The testing phase of the 5G network in Italy will officially end on 31 December, which is why 2021 is considered the 'year of truth' for this new technology.
2022 will be the year where 5G can find a real wide application in all contexts of Industry 4.0, smart cities, home automation, self-driving or semi-driving vehicles etc. It is estimated that by 2025 there will be more than 76 billion 5G connected devices compared to the current 20 billion: the era of the massive IoT has just begun!
Although 5G still seems like a distant reality, the truth is that the process of testing and implementing this new network is already underway around the world and is leading to excellent results.
In the face of such innovations, you need to be prepared, so in this article we try to explore the topic and find out more about 5G.
The concept of 5G is coupled with that of massive IoT, but what is meant by this term? Massive IoT refers to the need to connect an infinite number of devices at the same time in a 'massive' manner, without affecting the performance of the network.
In this sense, 5G offers exceptional performance. Just think that this technology is capable of supporting more than 1,000,000 connections per km2, compared to around 2,000 active users supported by 4G for the same area.
This factor is fundamental to the further development of the Internet of Things. If we think about the cities of the future, which are increasingly interconnected and capable of offering efficient services, it is easy to understand how a 5G network will become a prerequisite!
5G is characterised by increased speed and reliability. However, the real strength of this new network is its low latency .
How many times have you performed a so-called 'speedtest' to check the performance of your network? This measurement, among other results, gives you latency and ping, but what does it mean? Although the two terms are now used synonymously, they actually refer to two completely different things: latency expresses the time interval between the moment the input arrives at the system and the moment it returns an output; "ping" expresses the measurement (expressed in milliseconds - ms) of this time interval. So? The lower the latency and ping of a network, the less time it takes to get a result, so the network will be faster!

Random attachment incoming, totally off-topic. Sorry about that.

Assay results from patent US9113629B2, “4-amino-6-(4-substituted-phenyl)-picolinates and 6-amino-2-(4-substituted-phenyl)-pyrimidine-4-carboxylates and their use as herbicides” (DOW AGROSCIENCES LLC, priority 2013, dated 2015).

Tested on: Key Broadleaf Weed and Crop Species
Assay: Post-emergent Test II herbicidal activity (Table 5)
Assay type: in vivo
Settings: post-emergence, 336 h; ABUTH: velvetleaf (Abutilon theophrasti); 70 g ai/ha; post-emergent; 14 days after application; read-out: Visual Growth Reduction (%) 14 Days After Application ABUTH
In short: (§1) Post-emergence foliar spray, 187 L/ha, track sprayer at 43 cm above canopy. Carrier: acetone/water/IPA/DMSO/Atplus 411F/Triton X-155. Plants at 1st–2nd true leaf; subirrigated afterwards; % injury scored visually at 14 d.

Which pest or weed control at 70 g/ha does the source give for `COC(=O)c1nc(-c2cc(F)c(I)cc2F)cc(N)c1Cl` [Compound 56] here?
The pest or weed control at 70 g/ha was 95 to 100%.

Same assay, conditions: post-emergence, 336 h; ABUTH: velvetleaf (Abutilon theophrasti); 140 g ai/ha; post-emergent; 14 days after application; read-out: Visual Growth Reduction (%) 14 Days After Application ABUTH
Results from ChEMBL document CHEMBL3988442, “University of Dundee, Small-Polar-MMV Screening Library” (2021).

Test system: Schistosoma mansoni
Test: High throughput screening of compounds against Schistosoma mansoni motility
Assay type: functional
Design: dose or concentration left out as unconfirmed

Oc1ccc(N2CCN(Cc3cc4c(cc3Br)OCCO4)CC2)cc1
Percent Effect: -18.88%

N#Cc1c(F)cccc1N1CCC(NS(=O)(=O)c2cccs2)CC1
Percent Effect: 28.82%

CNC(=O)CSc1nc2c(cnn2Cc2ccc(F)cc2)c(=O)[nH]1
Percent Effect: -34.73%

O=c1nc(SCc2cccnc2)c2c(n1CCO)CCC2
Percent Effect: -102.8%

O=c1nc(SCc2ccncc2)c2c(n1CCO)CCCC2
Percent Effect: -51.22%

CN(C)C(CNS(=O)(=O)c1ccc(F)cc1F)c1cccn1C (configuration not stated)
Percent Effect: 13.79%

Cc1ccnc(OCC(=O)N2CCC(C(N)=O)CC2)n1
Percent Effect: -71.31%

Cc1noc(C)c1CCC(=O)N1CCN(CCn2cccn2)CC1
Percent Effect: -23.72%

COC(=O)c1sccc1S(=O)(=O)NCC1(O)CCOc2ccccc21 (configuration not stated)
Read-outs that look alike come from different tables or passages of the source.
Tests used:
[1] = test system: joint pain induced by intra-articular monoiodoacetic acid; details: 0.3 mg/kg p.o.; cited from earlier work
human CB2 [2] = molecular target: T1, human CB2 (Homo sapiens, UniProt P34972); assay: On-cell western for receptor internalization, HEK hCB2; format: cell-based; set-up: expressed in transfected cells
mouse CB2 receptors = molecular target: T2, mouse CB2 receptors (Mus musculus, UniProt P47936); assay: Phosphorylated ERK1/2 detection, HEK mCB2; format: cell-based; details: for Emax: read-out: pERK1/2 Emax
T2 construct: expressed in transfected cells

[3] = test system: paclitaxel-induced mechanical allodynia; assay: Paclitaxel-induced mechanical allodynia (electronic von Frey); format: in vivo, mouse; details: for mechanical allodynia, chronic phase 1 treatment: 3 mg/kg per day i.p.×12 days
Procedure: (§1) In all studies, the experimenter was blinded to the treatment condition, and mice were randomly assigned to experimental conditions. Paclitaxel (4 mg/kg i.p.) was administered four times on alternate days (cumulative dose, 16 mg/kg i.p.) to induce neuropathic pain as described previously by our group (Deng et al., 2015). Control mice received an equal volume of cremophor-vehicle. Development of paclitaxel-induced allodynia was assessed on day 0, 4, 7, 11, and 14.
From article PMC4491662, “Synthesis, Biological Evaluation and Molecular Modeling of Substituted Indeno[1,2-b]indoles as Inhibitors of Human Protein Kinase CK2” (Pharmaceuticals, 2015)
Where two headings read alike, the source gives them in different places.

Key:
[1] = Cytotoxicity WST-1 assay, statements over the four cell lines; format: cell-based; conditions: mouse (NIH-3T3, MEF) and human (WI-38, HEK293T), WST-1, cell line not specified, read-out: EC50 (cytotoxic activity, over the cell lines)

For everyday Internet use, these values are irrelevant, but the situation changes when it comes to audio/video communication systems that require very low latency to function optimally.
Let's say that an acceptable latency/ping value is between 0-50 ms, and it is precisely in this context that 5G shows its full potential! With ping values that can be even lower than 10ms, this new technology represents a huge opportunity to develop and implement all the latest IoT technologies of the future.
Technological innovations in the field of IoT, combined with the future potential of 5G, offer the chance to innovate and develop increasingly cutting-edge solutions. However, these are not utopic concepts, but technologies that already exist today and will only be able to deliver their full potential when the 5G infrastructure is truly up and running.
For example, these innovations are being applied in the medical-surgical field: the first remote surgeries are already a reality thanks to the 5G connection. The low latency of the network means that robotic arms can be controlled with extreme precision and immediacy when performing surgery.
Another technology based on the 5G network is self-driving cars, which are already on the road in some countries such as China and the US. In order to function properly and safely, these vehicles must be constantly connected to the network and be able to exchange data and information very quickly.
IoT also means artificial intelligence, but in the future it will no longer be just a few special functions in our smartphones. It will enable us to make instant translations, use maps more efficiently, and share data and information useful to all other connected users.
But IoT and 5G are two fundamental realities for the development of entire production sectors, from industry to agriculture, and this is made possible by the use of automations and robots that will make it possible to carry out and control operations that may be too risky for humans.